- Coaches line players up and have them practice walking into the ready position as the coach does their windup. After this move, coaches has players work on first step moves by pointing left, right, forward, and back.
- Players begin with their eyes closed and in the ready position. Coaches throw fly balls in the air before yelling now, upon which players look for the flyball and move to catch it.
A simple way to get players loose and create energy is with base running drills. Here are some ways that help players learn to have good base running instincts. Helmets are recommended for these.
- Coaches spread out in the field with at least one coach in the field and one at first base. Players hit the ball off a batting tee and run the bases with the coaches attempting to get them out or stop their progress on batted balls. The fewer the number of coaches the more work for them and the more bases players can try to get to. Players learn to make the right decisions after awhile. When more coaches (parents) are available, one of the coaches observes how players run round the bases and how they look for balls as they run. Coaches should instruct them afterward as needed.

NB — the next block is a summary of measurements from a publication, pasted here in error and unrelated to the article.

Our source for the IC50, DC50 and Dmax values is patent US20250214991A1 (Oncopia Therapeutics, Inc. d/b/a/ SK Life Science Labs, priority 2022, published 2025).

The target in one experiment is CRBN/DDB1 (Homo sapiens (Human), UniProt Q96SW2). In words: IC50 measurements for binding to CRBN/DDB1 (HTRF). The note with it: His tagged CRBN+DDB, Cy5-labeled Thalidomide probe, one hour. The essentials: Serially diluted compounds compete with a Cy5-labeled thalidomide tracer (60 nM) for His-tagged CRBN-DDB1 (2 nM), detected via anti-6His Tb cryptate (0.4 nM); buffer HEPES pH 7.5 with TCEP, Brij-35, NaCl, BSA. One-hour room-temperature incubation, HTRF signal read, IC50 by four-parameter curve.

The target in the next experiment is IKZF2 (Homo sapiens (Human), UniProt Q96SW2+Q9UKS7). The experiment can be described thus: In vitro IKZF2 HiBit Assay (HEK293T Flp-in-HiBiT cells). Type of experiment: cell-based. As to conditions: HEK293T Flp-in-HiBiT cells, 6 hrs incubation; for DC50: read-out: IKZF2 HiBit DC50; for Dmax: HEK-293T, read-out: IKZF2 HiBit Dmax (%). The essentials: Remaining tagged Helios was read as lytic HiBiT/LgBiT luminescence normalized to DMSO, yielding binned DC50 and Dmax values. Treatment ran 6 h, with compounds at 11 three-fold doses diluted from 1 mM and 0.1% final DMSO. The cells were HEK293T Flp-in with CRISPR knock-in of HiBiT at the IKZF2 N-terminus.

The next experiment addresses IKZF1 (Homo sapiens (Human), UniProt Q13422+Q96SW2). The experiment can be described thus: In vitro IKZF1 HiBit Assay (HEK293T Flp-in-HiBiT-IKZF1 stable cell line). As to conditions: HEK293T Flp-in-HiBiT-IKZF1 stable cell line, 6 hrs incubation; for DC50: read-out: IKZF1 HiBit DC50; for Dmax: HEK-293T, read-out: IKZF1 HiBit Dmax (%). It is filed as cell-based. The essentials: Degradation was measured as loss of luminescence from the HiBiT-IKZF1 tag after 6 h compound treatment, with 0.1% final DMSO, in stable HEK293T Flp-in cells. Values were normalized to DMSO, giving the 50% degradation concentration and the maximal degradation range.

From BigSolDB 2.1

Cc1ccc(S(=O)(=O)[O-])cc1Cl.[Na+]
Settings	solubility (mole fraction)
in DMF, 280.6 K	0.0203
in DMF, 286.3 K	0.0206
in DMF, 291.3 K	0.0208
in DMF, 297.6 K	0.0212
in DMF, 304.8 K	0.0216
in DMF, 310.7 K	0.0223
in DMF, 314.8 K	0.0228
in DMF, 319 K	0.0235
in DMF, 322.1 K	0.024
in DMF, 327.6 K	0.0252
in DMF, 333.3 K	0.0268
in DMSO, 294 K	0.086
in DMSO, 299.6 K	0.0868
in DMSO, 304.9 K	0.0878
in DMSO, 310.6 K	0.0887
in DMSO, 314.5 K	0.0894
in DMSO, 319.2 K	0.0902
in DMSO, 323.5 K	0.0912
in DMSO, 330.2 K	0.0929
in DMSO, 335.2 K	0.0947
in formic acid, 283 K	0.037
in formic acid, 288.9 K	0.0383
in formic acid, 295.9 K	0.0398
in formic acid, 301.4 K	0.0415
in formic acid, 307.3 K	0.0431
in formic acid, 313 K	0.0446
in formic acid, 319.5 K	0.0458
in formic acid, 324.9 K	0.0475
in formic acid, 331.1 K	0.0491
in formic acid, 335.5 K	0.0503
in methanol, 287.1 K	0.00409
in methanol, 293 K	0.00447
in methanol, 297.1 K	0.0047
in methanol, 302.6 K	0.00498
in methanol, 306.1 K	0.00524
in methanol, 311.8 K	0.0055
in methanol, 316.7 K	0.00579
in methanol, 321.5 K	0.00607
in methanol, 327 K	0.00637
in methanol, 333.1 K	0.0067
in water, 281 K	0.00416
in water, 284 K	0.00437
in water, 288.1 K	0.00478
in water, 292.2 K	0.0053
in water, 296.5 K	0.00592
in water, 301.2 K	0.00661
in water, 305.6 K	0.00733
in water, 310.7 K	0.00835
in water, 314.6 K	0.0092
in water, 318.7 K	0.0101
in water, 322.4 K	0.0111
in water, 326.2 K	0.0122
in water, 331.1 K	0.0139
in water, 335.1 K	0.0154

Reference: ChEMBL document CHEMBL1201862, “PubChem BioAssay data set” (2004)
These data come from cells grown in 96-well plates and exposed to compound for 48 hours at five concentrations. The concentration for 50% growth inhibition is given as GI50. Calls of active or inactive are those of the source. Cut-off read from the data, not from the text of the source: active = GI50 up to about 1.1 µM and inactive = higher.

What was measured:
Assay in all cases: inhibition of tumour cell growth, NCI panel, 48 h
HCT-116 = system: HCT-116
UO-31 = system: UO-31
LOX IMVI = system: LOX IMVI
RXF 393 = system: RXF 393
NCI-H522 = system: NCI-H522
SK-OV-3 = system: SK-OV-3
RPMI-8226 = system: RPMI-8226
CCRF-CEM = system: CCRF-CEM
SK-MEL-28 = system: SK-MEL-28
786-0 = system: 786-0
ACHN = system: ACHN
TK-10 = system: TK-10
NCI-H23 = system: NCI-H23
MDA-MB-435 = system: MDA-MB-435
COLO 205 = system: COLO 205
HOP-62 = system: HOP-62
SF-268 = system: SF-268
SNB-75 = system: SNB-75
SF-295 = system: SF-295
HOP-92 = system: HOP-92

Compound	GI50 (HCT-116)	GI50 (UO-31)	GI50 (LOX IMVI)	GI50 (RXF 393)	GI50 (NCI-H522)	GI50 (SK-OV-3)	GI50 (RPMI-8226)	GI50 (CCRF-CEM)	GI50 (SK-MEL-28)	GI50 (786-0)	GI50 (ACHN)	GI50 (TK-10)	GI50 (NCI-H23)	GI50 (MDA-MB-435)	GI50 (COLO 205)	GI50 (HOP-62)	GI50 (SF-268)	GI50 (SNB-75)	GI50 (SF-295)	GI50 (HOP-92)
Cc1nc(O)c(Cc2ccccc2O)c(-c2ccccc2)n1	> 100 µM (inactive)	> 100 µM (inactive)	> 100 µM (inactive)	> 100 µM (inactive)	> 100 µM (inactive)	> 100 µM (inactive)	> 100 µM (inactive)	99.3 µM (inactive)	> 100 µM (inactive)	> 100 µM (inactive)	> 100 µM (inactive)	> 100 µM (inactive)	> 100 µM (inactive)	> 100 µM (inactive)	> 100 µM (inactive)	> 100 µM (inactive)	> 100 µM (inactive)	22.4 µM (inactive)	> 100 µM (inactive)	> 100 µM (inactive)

- Coaches add an extra first and second bases or two behind the regular ones and have multiple players practice lead offs, secondary leads and base stealing. One coach works off the mound, and another acts as the first baseman, so players can work on their lead-offs before following the coach’s instructions on what to do when the pitcher goes home with the pitch.
- Coaches put runners on third base, and they work on tagging up from third base on fly balls. A coach hits balls into the air to another coach in the outfield. Players tag and try to score after the catch. The coach who hits the ball grabs a glove after hitting the ball and is the catcher on the throw home. Helmets should be worn, and advanced players can work on their slides into home, too.
As mentioned, the warm up drills for baseball are numerous. With a little imagination and baseball coaching knowledge, coaches can use warm-up time to teach and get players loose at the same time.
Jack Perconte has dedicated his post-major league baseball career to helping youth. He has taught baseball and softball for the past 27 years. His playing, coaching and parenting stories create better experiences for athletes and parents. Jack has written over a thousand articles on coaching baseball and youth sports. Jack is the author of “The Making of a Hitter” now $5 and “Raising an Athlete.” His third book “Creating a Season to Remember” is in the works. Jack is a featured writer for Baseball the Magazine. You can also find Jack Perconte on YouTube with over 80 fun and innovative baseball instructional videos.
Best of luck.